Jimmie James BBQ: Oswego County Barbecue Gone too Soon (Review)

In a town known for its nuclear power plant and little else, in a corner of an old gas station across the street from a small motel, sits Jimmie James BBQ, an unlikely source of a delectable dinner.

The main dining room is adorned with musical instruments, vintage license plates and Pepsi memorabilia and the name of the restaurant written in guitar amplifier cords.

The main dining room is adorned with musical instruments, vintage license plates and Pepsi memorabilia and the name of the restaurant written in guitar amplifier cords.

Armed with a borrowed smoker, Jim and Robin Guyle started Jimmie James as a weekend concession stand in 2007. In 2013, they opened their brick-and-mortar location on Route 104 in Scriba at the site of the former Telly’s pizzeria and Clifford Fuel Co. gas station.

On the restaurant’s white metal siding were red block letters spelling out the name of the restaurant, covering an area far larger than the restaurant itself. The main dining room had about eight tables, plus a few seats at the bar, each seat marked with a paper placement advertising banks, car dealerships, paving companies and other local businesses.

For a barbecue restaurant, the menu was quite long and diverse, which is beneficial, because restaurant pickings are generally slim between Oswego and Mexico. In addition to barbecue, Jimmie James offers a selection of fried appetizers, burgers, pizza, subs, fried seafood, chicken wings and sandwiches.

The ribs at Jimmie James BBQ are smoky and tender, but not too messy.

The ribs at Jimmie James BBQ are smoky and tender, but not too messy.

Wanting to focus on their specialty, we ordered fried pickles ($4.99), a half-rack of baby back ribs ($15.99 for the dinner, $12.99 for ribs only) and a three-meat combo platter ($17.75/$14.99 on Thursdays).

The walls of the restaurant were decorated with guitars, license plates and other road signs. What I originally thought was the name of the restaurant written in script using metal behind the bar was actually made using guitar amplifier cables.

The vintage gas pump near the front door still says “leaded gasoline.” It’s part honky-tonk, but not kitschy. If it was any fancier, you’d feel uncomfortable grabbing a paper towel from the roll at each table to clean your hands after licking them clean of barbecue sauce.

These fried pickle spears held all their breading despite repeated dips in ranch dressing.

These fried pickle spears held all their breading despite repeated dips in ranch dressing.

Chalk this one up in the lesser-known food debate column, but the dispute between chips and spears when it comes to fried pickles is a conversation worth having. I tend to favor spears for the exact reasons why Jimmie James’ spears were so good.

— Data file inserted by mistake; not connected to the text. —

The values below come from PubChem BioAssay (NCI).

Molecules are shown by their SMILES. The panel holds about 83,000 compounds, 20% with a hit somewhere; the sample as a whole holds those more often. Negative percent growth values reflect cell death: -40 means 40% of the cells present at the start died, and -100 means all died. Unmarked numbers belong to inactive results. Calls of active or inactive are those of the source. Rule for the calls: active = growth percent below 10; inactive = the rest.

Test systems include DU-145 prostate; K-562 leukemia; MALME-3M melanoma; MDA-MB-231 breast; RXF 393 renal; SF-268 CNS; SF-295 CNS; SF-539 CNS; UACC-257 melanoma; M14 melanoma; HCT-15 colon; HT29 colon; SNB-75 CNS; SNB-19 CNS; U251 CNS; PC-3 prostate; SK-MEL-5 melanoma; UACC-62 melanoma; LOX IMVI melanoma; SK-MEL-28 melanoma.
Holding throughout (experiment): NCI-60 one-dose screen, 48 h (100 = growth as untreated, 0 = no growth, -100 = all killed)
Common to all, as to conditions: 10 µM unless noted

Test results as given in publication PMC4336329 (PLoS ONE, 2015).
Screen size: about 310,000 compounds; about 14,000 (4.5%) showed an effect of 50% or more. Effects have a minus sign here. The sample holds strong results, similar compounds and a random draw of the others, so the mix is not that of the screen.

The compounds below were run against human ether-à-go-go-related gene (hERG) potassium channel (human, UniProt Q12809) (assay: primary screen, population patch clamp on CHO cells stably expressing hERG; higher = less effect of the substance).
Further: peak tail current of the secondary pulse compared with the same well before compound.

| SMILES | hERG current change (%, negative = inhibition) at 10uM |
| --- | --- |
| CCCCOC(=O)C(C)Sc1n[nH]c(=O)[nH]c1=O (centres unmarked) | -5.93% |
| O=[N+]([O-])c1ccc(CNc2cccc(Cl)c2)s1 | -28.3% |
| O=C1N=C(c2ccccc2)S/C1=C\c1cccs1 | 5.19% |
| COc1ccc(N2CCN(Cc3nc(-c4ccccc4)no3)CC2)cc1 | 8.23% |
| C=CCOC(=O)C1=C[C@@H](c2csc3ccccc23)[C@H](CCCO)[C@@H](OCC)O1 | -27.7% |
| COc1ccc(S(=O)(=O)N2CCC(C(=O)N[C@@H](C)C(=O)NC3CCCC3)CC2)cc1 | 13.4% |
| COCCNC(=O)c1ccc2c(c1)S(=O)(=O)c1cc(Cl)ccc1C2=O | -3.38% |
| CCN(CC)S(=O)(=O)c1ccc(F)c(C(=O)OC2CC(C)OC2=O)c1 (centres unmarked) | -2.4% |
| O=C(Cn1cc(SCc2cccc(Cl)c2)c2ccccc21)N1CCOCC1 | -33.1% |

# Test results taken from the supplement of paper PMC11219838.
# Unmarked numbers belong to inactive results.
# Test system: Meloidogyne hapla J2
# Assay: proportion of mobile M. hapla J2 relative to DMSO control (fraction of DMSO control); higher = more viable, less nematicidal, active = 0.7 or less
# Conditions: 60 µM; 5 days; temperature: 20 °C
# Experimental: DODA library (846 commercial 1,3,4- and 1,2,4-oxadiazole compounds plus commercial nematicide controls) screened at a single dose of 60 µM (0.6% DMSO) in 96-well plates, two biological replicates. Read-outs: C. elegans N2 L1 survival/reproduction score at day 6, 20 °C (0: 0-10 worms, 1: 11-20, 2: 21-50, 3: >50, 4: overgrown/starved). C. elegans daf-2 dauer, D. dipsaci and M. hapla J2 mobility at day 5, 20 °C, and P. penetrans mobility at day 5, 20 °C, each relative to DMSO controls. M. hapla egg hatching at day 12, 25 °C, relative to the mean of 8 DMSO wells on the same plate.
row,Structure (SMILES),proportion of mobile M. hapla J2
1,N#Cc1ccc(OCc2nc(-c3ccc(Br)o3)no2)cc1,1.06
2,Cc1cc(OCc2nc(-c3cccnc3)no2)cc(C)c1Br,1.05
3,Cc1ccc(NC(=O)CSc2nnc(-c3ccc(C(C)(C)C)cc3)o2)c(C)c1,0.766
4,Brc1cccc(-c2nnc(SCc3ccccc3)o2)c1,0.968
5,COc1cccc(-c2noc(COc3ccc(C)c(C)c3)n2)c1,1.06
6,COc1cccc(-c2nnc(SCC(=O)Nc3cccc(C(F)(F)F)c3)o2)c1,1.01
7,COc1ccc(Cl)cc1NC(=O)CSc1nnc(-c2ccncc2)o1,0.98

These spears, served five to an order, provided an optimal balance of hot, crispy crust and soft, natural coolness of the pickle inside. Even more impressive was the fact that the breading stayed on the entire time, despite repeated dips in ranch dressing.

Left to right: pulled pork sandwich, barbecue chicken and beef brisket.

Left to right: pulled pork sandwich, barbecue chicken and beef brisket.

The three-meat combo platter comes with a pulled pork sandwich, one quarter barbecued chicken and either a quarter-rack of ribs or a portion of beef brisket. Both dinners come with salt potatoes, baked beans and your choice of macaroni or potato salad or coleslaw.

An excellent representation of Central New York's quintessential barbecue side dish.

An excellent representation of Central New York's quintessential barbecue side dish.

Salt potatoes, the quintessential Central New York side dish, are often made and rarely perfected, but Jimmie James sure came close. The slight snap of the potato’s salty crust quickly gave way to a creamy, tender interior that soaked up the pool of melted butter.

I found a few pieces of meat in my baked beans—a welcome addition—and the red skin potato salad was flavorful and tasted homemade.

For me, the proper coleslaw needs to have a healthy punch of vinegar or else it’s like eating crunchy mayonnaise. Fortunately, Jimmie James’ version is vinegar-forward with just enough mayo to hold it all together.

Both the pulled pork and chicken were tender and delicious, but the star of the platter was the brisket. The smokiest meat of the bunch—evidenced by the deep pink smoke ring around the outside of the meat—the brisket was fork-tender and packed a beefy punch of flavor.

The complexity in making proper barbecue comes not from the ingredients used, but rather proper technique, timing and lots of patience. And in this old gas station, in a town were dining is a distant third behind the nuclear power and aluminum plants, Jimmie James is doing it right.

Visitors to Jimmie James BBQ have come from Chicago, Baltimore and some as far away as Salt Lake City.

Visitors to Jimmie James BBQ have come from Chicago, Baltimore and some as far away as Salt Lake City.